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TCU 360

Health center: H1N1 should continue to decrease

The university administered about 42 percent of the 2,900 H1N1 vaccine doses it received in December and returned the rest, according to the Brown-Lupton Health Center.

Stacey Simpson, administrative assistant at the Brown-Lupton Health Center, wrote in an e-mail that the health center received the 2,900 doses from the Tarrant County Public Health Department and administered 1,211 to students and faculty before returning 1,600 to the health department. The health center began offering the vaccine to all enrolled students Dec. 11.

Dr. Jane Torgerson, health center medical director, said that although college students are within the high-risk age range, 6 months to 24 years, students may have declined the vaccine because they had never caught the flu previously and thought they were not at risk. The levels of influenza have subsided, and the health center does not expect as many people to come in with flu-like symptoms, she said.

“It’s still a good idea to continue washing your hands (and to) sneeze into arms to prevent all kinds of infectious diseases, not just H1N1,” Torgerson said.

The university originally requested 10,000 doses but did not receive the full amount because priority was given to high-risk patients, like pregnant women and nurses who tend to sick people every day, said Carrie Williams, spokesperson for the Texas Department of State Health Services.

Fewer than 100 doses remain at the health center for distribution this semester.

The university no longer tests students for H1N1 because of the high cost of the test, said Don Mills, vice chancellor for Student Affairs. The testing procedure for H1N1 costs several hundred dollars per person, he said.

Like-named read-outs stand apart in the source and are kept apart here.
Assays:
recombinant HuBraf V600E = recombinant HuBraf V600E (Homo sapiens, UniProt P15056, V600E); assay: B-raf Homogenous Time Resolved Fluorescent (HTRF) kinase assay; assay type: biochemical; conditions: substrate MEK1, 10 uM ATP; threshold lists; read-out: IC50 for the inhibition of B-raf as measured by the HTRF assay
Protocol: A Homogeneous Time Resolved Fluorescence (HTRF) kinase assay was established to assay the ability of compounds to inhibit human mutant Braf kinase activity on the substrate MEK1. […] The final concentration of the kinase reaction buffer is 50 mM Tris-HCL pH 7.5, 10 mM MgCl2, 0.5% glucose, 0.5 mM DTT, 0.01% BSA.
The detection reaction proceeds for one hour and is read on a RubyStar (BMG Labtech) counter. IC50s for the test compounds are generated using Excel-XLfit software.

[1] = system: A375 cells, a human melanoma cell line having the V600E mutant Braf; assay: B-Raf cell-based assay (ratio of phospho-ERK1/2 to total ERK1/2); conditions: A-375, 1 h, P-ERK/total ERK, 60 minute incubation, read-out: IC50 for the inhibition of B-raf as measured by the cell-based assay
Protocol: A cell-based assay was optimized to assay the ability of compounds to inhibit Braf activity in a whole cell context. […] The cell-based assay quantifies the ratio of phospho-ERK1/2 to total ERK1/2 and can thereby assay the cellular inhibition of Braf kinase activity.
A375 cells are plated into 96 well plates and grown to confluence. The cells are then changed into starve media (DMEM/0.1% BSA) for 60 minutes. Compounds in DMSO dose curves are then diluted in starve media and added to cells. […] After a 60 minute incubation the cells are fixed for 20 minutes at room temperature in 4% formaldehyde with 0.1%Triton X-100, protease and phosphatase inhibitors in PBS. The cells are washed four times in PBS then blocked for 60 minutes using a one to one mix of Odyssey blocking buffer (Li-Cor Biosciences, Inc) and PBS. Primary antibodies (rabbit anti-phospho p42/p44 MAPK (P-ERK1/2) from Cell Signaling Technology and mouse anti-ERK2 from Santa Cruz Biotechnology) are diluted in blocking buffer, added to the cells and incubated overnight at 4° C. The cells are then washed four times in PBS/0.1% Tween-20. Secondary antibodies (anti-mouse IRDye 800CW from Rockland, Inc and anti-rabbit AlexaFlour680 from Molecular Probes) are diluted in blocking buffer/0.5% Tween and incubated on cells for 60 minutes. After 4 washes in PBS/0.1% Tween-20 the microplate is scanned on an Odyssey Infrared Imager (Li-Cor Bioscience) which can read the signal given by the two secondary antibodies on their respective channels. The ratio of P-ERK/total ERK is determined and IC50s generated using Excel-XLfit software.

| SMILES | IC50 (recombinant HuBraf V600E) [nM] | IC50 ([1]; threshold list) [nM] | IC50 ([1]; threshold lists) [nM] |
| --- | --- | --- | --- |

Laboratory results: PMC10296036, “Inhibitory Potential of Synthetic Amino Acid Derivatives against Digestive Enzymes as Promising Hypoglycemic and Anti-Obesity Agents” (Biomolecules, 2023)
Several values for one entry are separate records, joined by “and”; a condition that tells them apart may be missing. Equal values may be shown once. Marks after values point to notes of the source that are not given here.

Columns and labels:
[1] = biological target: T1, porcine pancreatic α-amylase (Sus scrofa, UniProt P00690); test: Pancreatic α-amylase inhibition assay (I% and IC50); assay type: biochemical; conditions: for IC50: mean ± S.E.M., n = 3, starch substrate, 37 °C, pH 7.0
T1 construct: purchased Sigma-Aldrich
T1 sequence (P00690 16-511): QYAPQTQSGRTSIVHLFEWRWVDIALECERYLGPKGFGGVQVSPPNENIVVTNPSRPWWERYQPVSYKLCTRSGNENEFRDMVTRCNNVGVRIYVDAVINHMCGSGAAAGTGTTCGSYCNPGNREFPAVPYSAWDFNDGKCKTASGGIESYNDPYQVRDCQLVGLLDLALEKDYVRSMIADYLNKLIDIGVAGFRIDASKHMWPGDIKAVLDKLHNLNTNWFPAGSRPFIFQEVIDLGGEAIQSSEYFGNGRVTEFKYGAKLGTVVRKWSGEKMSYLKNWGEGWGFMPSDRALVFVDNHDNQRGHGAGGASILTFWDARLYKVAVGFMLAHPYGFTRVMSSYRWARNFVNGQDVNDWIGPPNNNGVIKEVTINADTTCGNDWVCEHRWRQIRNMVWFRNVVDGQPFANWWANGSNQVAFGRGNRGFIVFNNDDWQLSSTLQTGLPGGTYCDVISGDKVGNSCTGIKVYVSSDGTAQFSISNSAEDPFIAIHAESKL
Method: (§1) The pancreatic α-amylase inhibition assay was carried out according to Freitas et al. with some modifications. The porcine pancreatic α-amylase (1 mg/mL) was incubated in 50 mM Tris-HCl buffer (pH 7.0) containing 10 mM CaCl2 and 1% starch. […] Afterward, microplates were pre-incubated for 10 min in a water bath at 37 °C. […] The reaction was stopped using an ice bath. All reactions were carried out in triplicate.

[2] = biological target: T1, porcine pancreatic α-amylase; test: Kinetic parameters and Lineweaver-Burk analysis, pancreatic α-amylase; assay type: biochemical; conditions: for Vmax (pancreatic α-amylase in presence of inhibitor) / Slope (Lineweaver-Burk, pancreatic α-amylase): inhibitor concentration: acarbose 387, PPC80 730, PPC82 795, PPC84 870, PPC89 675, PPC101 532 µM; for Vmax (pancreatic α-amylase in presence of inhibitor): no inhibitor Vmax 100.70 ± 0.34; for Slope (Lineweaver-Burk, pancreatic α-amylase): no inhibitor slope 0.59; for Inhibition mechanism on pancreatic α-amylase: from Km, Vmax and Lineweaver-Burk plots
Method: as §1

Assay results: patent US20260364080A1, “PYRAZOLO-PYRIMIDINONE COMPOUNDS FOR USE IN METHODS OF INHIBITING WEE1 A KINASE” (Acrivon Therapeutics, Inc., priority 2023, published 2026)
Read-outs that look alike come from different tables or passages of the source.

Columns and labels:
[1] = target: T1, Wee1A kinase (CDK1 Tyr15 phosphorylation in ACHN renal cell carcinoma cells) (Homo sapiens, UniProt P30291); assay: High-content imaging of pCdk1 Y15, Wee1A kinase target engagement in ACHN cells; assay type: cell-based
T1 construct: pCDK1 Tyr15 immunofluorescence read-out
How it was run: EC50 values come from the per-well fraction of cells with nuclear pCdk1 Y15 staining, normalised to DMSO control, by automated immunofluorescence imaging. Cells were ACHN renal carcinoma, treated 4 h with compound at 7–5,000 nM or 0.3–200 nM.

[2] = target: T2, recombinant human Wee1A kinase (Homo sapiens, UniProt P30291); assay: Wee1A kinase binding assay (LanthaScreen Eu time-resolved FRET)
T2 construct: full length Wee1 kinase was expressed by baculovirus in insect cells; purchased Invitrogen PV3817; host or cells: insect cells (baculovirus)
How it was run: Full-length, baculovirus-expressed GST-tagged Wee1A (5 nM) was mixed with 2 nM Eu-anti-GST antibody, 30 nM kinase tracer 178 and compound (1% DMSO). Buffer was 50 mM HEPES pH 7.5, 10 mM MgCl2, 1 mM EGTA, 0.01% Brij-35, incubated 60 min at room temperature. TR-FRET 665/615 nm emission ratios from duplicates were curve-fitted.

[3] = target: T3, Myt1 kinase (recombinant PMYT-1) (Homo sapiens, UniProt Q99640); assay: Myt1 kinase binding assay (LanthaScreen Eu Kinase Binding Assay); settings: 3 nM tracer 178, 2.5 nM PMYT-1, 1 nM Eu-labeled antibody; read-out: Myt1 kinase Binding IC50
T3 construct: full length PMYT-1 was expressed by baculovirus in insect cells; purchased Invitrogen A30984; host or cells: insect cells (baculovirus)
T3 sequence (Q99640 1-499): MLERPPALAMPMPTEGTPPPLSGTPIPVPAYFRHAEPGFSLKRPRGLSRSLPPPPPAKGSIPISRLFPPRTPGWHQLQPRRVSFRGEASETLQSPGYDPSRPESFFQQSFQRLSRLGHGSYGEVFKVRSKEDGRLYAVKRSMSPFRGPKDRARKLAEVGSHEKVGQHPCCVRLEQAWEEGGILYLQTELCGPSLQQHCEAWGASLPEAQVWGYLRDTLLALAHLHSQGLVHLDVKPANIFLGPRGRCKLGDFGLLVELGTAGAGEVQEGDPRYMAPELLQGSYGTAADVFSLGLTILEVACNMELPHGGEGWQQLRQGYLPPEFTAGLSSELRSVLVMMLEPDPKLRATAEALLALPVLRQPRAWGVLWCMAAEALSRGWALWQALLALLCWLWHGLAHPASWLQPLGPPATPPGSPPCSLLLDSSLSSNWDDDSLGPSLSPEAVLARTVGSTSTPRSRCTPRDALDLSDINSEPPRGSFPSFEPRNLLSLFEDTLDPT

“We will test to see if people have the flu, but the treatment for seasonal and swine flu (Tamiflu) is the same,” Mills said.

University officials plan to continue taking precautions to prevent the spread of H1N1, Mills said. Stationing hand sanitizer dispensers around campus and encouraging people to self-isolate if they have the flu are among precautions that will still be in place, even if H1N1 is no longer a concern, Mills said.

KinderFrogs also planned to continue taking precautions to prevent H1N1 from spreading to students there, even though no diagnosed cases have been reported, said Marilyn Tolbert, director of laboratory schools at KinderFrogs.

“We’re checking to see if people look ill and asking them to wash their hands before coming in,” Tolbert said. “We encourage (vaccination), but don’t require it.”

KinderFrogs kept parents informed about H1N1 by sending out links to the Centers for Disease Control and Prevention Web site as well as information about where they could obtain vaccines in the area.

For a list of local clinics offering the vaccine, visit the Tarrant County Public Health Web site.

By the Numbers:


H1N1 vaccine doses received by TCU


Doses administered


Doses returned

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